Information about Philippines
The Philippine Islands became a Spanish colony during the 16th century; they were ceded to the US in 1898 following the Spanish-American War.
In 1935 the Philippines became a self-governing commonwealth.
Manuel QUEZON was elected president and was tasked with preparing the country for independence after a 10-year transition.
In 1942 the islands fell under Japanese occupation during World War II, and US forces and Filipinos fought together during 1944-45 to regain control.
On 4 July 1946 the Republic of the Philippines attained its independence.
A 20-year rule by Ferdinand MARCOS ended in 1986, when a "people power" movement in Manila ("EDSA 1") forced him into exile and installed Corazon AQUINO as president.
Her presidency was hampered by several coup attempts that prevented a return to full political stability and economic development.
Fidel RAMOS was elected president in 1992.
His administration was marked by increased stability and by progress on economic reforms.
In 1992, the US closed its last military bases on the islands.
Joseph ESTRADA was elected president in 1998.
He was succeeded by his vice-president, Gloria MACAPAGAL-ARROYO, in January 2001 after ESTRADA's stormy impeachment trial on corruption charges broke down and another "people power" movement ("EDSA 2") demanded his resignation.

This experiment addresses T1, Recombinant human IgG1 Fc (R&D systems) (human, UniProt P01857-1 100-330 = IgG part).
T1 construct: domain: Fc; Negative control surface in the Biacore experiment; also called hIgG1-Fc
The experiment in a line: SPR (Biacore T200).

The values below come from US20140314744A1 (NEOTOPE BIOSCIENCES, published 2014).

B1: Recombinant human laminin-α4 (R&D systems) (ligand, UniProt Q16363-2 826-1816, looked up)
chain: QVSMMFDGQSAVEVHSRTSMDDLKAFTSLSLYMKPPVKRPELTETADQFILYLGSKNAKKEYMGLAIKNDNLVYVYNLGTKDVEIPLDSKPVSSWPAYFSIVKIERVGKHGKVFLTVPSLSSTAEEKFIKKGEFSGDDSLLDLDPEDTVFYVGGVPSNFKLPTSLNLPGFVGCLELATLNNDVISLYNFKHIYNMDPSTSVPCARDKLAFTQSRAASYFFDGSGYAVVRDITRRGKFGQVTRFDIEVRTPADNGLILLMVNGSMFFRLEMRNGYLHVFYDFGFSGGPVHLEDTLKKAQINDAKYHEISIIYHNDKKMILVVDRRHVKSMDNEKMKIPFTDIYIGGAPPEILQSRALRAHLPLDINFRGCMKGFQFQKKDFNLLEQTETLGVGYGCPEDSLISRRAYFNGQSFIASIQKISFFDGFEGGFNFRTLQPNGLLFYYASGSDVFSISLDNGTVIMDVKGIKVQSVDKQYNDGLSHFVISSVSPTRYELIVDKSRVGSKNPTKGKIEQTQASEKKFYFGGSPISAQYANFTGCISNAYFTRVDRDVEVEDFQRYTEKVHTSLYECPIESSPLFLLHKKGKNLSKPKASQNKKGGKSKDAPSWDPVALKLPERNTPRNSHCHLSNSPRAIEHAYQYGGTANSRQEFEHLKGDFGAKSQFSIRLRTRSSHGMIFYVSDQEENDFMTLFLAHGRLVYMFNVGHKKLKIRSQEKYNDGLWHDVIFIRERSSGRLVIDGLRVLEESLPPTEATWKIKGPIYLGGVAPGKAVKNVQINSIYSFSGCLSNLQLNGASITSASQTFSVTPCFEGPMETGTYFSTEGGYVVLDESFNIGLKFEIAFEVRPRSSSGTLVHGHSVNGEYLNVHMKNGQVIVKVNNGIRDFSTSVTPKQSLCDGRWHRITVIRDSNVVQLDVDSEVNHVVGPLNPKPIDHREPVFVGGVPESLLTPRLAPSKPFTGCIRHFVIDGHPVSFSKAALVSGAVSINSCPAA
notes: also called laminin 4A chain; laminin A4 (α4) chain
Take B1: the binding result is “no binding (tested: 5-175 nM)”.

MACAPAGAL-ARROYO was elected to a six-year term as president in May 2004.
Her presidency was marred by several corruption allegations but the Philippine economy was one of the few to avoid contraction following the 2008 global financial crisis, expanding each year of her administration.
Benigno AQUINO III was elected to a six-year term as president in May 2010.
The Philippine Government faces threats from several groups on the US Government's Foreign Terrorist Organization list.
Manila has waged a decades-long struggle against ethnic Moro insurgencies in the southern Philippines, which has led to a peace accord with the Moro National Liberation Front and on-again/off-again peace talks with the Moro Islamic Liberation Front.
The decades-long Maoist-inspired New People's Army insurgency also operates through much of the country.
Above picture: The unusual geological formation known as the Chocolate Hills in Bohol. Almost 1,300 perfectly cone-shaped hills, all about the same size, spread over some 50 square kilometers. The grass covering the hills turns brown during the dry season, giving the hills their name.
Above picture: East entrance to the Malinta Tunnel complex on the island of Corregidor. Constructed by the US Army Corps of Engineers between 1922 and 1932, it was used for bomb-proof storage, as a command center, and a 1,000-bed hospital. The main east-west tunnel is 253 m (830 ft) long and 7.3 m (24 ft) wide, with 24 lateral tunnels, each about 49 m (160 ft) long and 4.6 m (15 ft) wide. A double track electric railway ran down the main tunnel. General Douglas MACARTHUR's headquarters and the offices of President Manuel L. QUEZON of the Philippines Commonwealth were located in laterals just inside this entrance.